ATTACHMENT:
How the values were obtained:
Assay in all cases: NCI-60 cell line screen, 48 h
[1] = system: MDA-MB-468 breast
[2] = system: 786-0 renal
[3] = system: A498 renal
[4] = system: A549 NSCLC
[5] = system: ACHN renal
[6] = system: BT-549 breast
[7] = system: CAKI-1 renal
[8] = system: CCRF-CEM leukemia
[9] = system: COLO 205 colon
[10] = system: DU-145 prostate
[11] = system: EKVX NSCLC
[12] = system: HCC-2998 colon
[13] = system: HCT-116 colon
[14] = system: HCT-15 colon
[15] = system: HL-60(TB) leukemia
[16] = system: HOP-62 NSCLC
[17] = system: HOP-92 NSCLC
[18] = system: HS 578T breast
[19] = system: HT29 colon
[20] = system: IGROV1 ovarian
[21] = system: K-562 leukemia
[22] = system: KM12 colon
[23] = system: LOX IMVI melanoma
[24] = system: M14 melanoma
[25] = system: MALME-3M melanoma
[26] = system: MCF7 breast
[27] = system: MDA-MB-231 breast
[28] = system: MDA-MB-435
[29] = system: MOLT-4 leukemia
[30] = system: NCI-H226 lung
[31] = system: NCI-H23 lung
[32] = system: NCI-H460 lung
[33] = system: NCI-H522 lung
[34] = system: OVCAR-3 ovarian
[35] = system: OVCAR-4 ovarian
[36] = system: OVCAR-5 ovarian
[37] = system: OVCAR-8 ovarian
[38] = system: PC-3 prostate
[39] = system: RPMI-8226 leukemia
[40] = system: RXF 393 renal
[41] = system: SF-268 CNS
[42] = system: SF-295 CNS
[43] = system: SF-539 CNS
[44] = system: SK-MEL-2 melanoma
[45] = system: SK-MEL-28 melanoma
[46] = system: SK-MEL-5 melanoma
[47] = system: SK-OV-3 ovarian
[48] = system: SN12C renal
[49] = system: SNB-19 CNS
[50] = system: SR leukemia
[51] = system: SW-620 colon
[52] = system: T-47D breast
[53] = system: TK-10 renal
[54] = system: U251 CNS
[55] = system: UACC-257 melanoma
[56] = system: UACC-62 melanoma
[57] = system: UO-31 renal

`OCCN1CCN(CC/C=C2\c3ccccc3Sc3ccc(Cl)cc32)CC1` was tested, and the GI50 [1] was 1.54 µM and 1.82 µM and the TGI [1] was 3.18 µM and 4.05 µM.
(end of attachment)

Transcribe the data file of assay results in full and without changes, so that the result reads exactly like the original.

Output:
How the values were obtained:
Assay in all cases: NCI-60 cell line screen, 48 h
[1] = system: MDA-MB-468 breast
[2] = system: 786-0 renal
[3] = system: A498 renal
[4] = system: A549 NSCLC
[5] = system: ACHN renal
[6] = system: BT-549 breast
[7] = system: CAKI-1 renal
[8] = system: CCRF-CEM leukemia
[9] = system: COLO 205 colon
[10] = system: DU-145 prostate
[11] = system: EKVX NSCLC
[12] = system: HCC-2998 colon
[13] = system: HCT-116 colon
[14] = system: HCT-15 colon
[15] = system: HL-60(TB) leukemia
[16] = system: HOP-62 NSCLC
[17] = system: HOP-92 NSCLC
[18] = system: HS 578T breast
[19] = system: HT29 colon
[20] = system: IGROV1 ovarian
[21] = system: K-562 leukemia
[22] = system: KM12 colon
[23] = system: LOX IMVI melanoma
[24] = system: M14 melanoma
[25] = system: MALME-3M melanoma
[26] = system: MCF7 breast
[27] = system: MDA-MB-231 breast
[28] = system: MDA-MB-435
[29] = system: MOLT-4 leukemia
[30] = system: NCI-H226 lung
[31] = system: NCI-H23 lung
[32] = system: NCI-H460 lung
[33] = system: NCI-H522 lung
[34] = system: OVCAR-3 ovarian
[35] = system: OVCAR-4 ovarian
[36] = system: OVCAR-5 ovarian
[37] = system: OVCAR-8 ovarian
[38] = system: PC-3 prostate
[39] = system: RPMI-8226 leukemia
[40] = system: RXF 393 renal
[41] = system: SF-268 CNS
[42] = system: SF-295 CNS
[43] = system: SF-539 CNS
[44] = system: SK-MEL-2 melanoma
[45] = system: SK-MEL-28 melanoma
[46] = system: SK-MEL-5 melanoma
[47] = system: SK-OV-3 ovarian
[48] = system: SN12C renal
[49] = system: SNB-19 CNS
[50] = system: SR leukemia
[51] = system: SW-620 colon
[52] = system: T-47D breast
[53] = system: TK-10 renal
[54] = system: U251 CNS
[55] = system: UACC-257 melanoma
[56] = system: UACC-62 melanoma
[57] = system: UO-31 renal

`OCCN1CCN(CC/C=C2\c3ccccc3Sc3ccc(Cl)cc32)CC1` was tested, and the GI50 [1] was 1.54 µM and 1.82 µM and the TGI [1] was 3.18 µM and 4.05 µM.